Designing NOCs with a parallel extension of c

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    Abstract

    As systems on chip are evolving to networks on chip (NOC) providing a unified communication infrastructure for a number of computational resources, being able to easily implement computational tasks as a parallel program that can be efficiently executed by multiple resources together is becoming increasingly important. Recent advances in thread-level parallel (TLP) architectures have made it possible to implement efficiently an easy-to-use synchronous shared memory programming model (Parallel Random Access Machine, PRAM) on a NOC. In this paper we describe a novel programming language, called e, for fine-grained TLP programming on synchronous shared memory NOC architectures realizing the PRAM model. The language uses a familiar c-like syntax and provides support for shared and private variables, arbitrary hierarchical groups of threads, and synchronous control structures. This allows a programmer to use various advanced TLP programming techniques like data parallelism, divide-and-conquer technique, different blocking techniques, and both synchronous and asynchronous programming style. We will also shortly experiment the e-language with real parallel programs using our experimental e-compiler and scalable Eclipse NOC architecture.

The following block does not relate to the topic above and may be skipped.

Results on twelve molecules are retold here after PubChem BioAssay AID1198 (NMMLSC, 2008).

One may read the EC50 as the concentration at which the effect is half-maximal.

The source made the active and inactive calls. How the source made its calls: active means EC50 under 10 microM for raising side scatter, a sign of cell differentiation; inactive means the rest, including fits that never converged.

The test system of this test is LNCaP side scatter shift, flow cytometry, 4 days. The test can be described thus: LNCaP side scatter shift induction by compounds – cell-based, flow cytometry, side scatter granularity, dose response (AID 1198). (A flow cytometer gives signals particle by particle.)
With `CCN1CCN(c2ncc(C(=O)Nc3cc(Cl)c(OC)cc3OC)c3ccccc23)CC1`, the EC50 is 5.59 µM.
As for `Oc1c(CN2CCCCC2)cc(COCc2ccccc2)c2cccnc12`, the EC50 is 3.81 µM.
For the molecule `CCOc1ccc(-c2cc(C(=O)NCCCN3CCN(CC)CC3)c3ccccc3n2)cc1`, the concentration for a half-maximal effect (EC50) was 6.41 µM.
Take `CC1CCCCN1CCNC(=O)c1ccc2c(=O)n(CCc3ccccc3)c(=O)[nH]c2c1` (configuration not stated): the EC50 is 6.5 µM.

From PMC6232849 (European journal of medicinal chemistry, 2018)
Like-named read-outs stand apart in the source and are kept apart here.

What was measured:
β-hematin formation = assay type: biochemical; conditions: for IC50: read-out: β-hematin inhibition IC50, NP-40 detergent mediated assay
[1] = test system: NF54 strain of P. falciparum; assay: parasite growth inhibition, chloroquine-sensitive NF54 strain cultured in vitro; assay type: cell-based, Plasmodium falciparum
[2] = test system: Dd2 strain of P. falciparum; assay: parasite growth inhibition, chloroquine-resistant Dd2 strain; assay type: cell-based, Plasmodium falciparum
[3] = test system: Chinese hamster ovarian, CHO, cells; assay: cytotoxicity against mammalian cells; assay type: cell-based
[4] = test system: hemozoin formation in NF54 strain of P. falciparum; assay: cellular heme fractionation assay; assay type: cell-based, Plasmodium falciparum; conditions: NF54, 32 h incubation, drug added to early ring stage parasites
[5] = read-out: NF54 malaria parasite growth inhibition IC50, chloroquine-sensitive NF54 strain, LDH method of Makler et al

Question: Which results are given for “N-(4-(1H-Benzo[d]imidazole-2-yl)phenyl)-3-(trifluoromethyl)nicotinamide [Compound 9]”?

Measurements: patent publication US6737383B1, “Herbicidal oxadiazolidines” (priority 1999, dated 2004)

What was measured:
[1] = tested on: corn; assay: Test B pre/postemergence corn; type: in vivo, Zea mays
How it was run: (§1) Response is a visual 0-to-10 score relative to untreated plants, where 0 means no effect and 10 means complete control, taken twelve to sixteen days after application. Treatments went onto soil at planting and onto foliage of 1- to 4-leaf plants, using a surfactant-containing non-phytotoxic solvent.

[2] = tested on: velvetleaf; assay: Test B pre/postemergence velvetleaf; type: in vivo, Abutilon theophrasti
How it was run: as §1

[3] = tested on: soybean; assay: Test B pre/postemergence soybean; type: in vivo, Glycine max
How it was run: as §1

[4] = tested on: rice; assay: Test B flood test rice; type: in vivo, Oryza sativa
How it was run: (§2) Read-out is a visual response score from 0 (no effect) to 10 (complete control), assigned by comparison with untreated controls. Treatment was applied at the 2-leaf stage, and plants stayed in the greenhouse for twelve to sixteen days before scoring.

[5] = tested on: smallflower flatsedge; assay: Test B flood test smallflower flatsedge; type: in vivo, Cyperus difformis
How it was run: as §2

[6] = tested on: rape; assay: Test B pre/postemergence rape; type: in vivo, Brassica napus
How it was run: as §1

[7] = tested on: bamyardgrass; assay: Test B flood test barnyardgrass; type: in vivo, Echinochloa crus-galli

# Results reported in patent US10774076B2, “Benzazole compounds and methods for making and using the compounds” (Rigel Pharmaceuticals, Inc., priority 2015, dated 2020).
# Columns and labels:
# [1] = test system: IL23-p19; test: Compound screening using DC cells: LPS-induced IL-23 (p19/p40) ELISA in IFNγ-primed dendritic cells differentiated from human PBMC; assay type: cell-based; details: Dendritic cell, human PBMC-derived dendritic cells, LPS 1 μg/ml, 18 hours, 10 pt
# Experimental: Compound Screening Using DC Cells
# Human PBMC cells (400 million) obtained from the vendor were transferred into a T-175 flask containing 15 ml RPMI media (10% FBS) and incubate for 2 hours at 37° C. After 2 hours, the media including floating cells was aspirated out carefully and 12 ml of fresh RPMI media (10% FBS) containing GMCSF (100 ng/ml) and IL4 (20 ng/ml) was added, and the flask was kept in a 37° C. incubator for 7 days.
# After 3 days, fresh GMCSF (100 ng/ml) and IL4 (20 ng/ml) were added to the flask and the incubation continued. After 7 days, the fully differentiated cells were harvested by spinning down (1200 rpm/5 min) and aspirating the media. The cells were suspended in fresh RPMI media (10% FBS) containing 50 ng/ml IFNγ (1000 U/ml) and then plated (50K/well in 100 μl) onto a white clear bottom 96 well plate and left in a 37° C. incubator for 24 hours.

Original languageEnglish
    Title of host publicationProceedings of the Forum on Specification and Design Languages
    Pages463-474
    Publication statusPublished - 2004
    MoE publication typeNot Eligible
    EventForum on Specification and Design Languages, FDL 04 - Lille, France
    Duration: 13 Sep 200417 Sep 2004

    Conference

    ConferenceForum on Specification and Design Languages, FDL 04
    CountryFrance
    CityLille
    Period13/09/0417/09/04

    Keywords

    • Networks on chip
    • system-on-a-chip
    • design language
    • parallel programming language
    • thread-level parallelism

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  • Cite this

    Forsell, M. (2004). Designing NOCs with a parallel extension of c. In Proceedings of the Forum on Specification and Design Languages (pp. 463-474)